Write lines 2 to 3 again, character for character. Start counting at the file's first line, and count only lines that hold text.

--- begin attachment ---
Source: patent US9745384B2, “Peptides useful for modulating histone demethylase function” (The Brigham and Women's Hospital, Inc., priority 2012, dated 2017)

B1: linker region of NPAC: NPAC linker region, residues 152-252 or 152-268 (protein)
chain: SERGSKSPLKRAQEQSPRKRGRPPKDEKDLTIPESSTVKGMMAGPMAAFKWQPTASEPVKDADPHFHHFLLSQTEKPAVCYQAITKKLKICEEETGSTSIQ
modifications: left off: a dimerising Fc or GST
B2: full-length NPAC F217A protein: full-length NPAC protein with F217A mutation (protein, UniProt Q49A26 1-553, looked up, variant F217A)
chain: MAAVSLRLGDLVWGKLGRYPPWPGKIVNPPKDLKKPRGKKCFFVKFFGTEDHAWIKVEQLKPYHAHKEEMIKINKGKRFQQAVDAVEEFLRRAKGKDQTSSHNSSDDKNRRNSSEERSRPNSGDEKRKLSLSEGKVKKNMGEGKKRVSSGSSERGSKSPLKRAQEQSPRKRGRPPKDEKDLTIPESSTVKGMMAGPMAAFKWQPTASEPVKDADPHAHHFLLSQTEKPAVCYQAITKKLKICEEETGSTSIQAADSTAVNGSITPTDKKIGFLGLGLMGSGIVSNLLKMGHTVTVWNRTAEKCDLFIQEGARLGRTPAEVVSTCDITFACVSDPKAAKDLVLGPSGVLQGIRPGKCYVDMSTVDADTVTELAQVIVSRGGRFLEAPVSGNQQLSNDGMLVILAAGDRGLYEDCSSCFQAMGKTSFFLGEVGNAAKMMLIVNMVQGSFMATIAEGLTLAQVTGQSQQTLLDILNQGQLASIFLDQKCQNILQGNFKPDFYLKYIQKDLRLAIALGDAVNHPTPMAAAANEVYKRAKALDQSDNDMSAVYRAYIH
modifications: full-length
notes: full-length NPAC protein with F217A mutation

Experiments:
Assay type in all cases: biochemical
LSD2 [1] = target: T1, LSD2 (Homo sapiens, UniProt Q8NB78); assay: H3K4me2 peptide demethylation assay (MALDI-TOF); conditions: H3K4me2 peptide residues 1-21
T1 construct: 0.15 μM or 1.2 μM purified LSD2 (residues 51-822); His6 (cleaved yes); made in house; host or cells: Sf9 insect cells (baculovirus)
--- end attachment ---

B1: linker region of NPAC: NPAC linker region, residues 152-252 or 152-268 (protein)
chain: SERGSKSPLKRAQEQSPRKRGRPPKDEKDLTIPESSTVKGMMAGPMAAFKWQPTASEPVKDADPHFHHFLLSQTEKPAVCYQAITKKLKICEEETGSTSIQ